Tuesday morning the sun was coming up in the neighborhood and so I grabbed a leaf and occluded the sun with it. I am an arty kind of guy you know. Especially the easy kind of art like this. I don’t think of it as being lazy, I think it is being efficient.
On my way out of the neighborhood I stopped at the greenbelt and snapped another pic of the sunrise. The greenbelt starts close to our back fence and loops around to the road I am stood on to take this photo.
Sunday night during our front that moved through with strong winds and icy temperatures we noticed that our Pomeranian, Rascal had disappeared. Further notice showed that our gate to the greenbelt had blown open with the wind. So I was walking in the pitch dark with a flashlight yelling “Rascal” over and over. Heather had started in a different direction doing the same thing.
I left the greenbelt and was looking for the dog on a street when Heather picked me up and dropped me off at the house so I could enlist social media to help. I put together a facebook post and sent it off and then a similar NextDoor post. It was pretty amazing. We started getting responses right away and it turns out that Rascal had walked up to a couple putting up Christmas Tree lights and they took him in and posted something on facebook that somebody else reposted on next door and then somebody else let me know about the other post, and we were re-united fairly quickly which was kind of amazing because I thought we had lost him for good. Say what you want about Social Media but I like it and it does have its uses.
We had our first snow of the season on Monday, the 12th. According to Oklahoma lore that means we will have twelve snows this year. That kind of depresses me a little bit. I find nothing romantic about snow at all.
Things got cold and that is a good thing. I have revved my geocaching lately and I love cold weather. All the snakes and bugs are no longer a problem and the brush dies back. I have about 1574 caches found over the last 14 years. I want to get to 2000 in a year. What is geocaching you ask? It is basically a game where people hid containers out in the world with paper log books (caches) using GPS receivers to determine the coordinates and then they post those coordinates on geocaching.com and other people go find them and sign the paper cache and log on to the cache’s page and log again there. Check out geocaching.com or a post geocaching 101 I made several years ago.
I find it a lot of fun and very challenging. Geocaches are everywhere.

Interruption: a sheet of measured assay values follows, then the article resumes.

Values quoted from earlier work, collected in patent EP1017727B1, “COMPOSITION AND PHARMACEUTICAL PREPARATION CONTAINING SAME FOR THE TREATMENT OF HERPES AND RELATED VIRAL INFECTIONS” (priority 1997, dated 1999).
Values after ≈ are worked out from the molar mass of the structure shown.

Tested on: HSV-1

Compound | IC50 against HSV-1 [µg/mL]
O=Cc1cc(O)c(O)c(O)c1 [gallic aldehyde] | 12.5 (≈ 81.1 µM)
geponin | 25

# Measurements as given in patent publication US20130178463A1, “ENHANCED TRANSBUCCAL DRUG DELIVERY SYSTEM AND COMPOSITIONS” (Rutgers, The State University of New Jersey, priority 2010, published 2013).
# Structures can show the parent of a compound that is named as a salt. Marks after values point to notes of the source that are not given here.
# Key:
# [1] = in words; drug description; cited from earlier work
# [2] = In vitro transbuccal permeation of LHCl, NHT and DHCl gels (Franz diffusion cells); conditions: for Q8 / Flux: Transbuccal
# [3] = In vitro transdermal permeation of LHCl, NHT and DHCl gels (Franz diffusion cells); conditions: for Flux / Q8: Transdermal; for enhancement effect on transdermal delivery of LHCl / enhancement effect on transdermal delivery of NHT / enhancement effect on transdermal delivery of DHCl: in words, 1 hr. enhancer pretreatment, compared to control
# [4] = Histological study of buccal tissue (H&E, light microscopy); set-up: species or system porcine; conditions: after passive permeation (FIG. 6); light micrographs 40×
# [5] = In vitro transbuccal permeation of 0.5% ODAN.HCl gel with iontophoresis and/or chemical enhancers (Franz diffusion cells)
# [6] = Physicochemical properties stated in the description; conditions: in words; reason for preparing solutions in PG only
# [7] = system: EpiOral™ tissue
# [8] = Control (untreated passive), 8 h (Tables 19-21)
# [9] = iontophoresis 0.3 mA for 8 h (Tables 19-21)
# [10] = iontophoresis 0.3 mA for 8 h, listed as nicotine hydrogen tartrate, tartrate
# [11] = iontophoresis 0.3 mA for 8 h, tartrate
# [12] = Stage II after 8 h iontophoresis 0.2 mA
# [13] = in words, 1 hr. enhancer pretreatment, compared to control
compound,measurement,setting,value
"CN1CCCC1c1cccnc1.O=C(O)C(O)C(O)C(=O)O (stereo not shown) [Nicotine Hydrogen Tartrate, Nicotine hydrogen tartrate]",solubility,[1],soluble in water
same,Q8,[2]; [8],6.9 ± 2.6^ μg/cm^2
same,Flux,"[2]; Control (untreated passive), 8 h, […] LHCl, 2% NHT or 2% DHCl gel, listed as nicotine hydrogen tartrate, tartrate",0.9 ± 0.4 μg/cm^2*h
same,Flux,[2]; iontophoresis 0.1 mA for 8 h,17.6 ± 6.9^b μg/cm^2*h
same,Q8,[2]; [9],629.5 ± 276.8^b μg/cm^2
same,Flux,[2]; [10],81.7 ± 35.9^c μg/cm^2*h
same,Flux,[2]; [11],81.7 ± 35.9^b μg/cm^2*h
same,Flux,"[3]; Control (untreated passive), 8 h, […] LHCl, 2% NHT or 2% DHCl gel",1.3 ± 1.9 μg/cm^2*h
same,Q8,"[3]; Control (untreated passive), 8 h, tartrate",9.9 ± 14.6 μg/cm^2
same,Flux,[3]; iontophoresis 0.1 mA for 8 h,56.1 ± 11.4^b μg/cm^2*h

Here is a map of geocaches within a few miles of our home. The yellow smilies are ones I found. The green boxes are the caches I haven’t found the few blue frowns are ones I looked for and did not find. The question marks are mystery caches where a puzzle hast to be solved to find the cache. I have hidden 32 caches myself. I think there are about three million in the world now.
Anyway, that is what I am up to. What are you up to these days?
This past Monday I took my bike to work and then afterwards I rode my 14 mile loop up and down both sides of the River. With the time change and cold weather coming this will be the last time after work until some time in the Spring. But hey, at least I got a decent sunset at the end.
The family loaded up earlier this week and traveled to western Oklahoma.
We went to Clinton, Oklahoma. I went over and took this photo early in the morning of their Route 66 Museum.
Later, I took this photo of this tree in our hotel parking lot. I love Fall Color.
We were in Clinton for the funeral of a family member. He was one of those great guys in life. Not flashy or one to call attention to himself but very nice, very smart, and a great guy. He was married almost sixty years and raised a great family. He was also a John Deere mechanic for about the same amount of time. They said he bled green.
His employer, the local John Deere dealer parked these two huge tractors in front of the church in his honor. I had never seen anything like that before!!
Back in Tulsa, I found this giant cottonwood tree in a tiny little park in East Tulsa.
Fall can even make parking lots look better.
Close by I came across this church called “God’s Church.” I love the confidence in the name. I checked out their web site and they seem to be a vital and active part of the community ministering to their members and the community. What more can you ask of a church?
I think this is my blog post 3001 more or less. I’ve been doing this blogging thing for over ten years now and I really do appreciate the support I’ve got for my humble little slice of the interwebs.